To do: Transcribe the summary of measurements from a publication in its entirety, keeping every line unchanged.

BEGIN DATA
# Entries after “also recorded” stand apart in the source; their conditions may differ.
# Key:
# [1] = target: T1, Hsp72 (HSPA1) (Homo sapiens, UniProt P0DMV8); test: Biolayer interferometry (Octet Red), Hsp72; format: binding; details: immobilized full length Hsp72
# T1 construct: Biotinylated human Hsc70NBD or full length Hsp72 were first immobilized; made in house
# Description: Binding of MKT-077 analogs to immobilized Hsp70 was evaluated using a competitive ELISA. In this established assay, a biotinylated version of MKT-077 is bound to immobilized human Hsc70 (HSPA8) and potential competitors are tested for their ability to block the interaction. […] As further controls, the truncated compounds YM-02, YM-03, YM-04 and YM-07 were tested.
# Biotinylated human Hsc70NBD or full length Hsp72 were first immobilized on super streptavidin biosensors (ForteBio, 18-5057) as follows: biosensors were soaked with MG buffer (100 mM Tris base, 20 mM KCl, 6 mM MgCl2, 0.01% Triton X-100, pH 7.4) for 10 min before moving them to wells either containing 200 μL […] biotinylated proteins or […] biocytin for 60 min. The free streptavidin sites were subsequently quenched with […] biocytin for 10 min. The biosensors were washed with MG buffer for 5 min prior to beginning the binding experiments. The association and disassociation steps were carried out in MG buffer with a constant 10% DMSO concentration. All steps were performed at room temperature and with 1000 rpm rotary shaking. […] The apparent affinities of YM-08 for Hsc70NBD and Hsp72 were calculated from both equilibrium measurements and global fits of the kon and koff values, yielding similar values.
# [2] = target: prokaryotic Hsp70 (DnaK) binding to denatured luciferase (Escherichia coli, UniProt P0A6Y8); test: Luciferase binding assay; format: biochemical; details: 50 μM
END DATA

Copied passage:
# Entries after “also recorded” stand apart in the source; their conditions may differ.
# Key:
# [1] = target: T1, Hsp72 (HSPA1) (Homo sapiens, UniProt P0DMV8); test: Biolayer interferometry (Octet Red), Hsp72; format: binding; details: immobilized full length Hsp72
# T1 construct: Biotinylated human Hsc70NBD or full length Hsp72 were first immobilized; made in house
# Description: Binding of MKT-077 analogs to immobilized Hsp70 was evaluated using a competitive ELISA. In this established assay, a biotinylated version of MKT-077 is bound to immobilized human Hsc70 (HSPA8) and potential competitors are tested for their ability to block the interaction. […] As further controls, the truncated compounds YM-02, YM-03, YM-04 and YM-07 were tested.
# Biotinylated human Hsc70NBD or full length Hsp72 were first immobilized on super streptavidin biosensors (ForteBio, 18-5057) as follows: biosensors were soaked with MG buffer (100 mM Tris base, 20 mM KCl, 6 mM MgCl2, 0.01% Triton X-100, pH 7.4) for 10 min before moving them to wells either containing 200 μL […] biotinylated proteins or […] biocytin for 60 min. The free streptavidin sites were subsequently quenched with […] biocytin for 10 min. The biosensors were washed with MG buffer for 5 min prior to beginning the binding experiments. The association and disassociation steps were carried out in MG buffer with a constant 10% DMSO concentration. All steps were performed at room temperature and with 1000 rpm rotary shaking. […] The apparent affinities of YM-08 for Hsc70NBD and Hsp72 were calculated from both equilibrium measurements and global fits of the kon and koff values, yielding similar values.
# [2] = target: prokaryotic Hsp70 (DnaK) binding to denatured luciferase (Escherichia coli, UniProt P0A6Y8); test: Luciferase binding assay; format: biochemical; details: 50 μM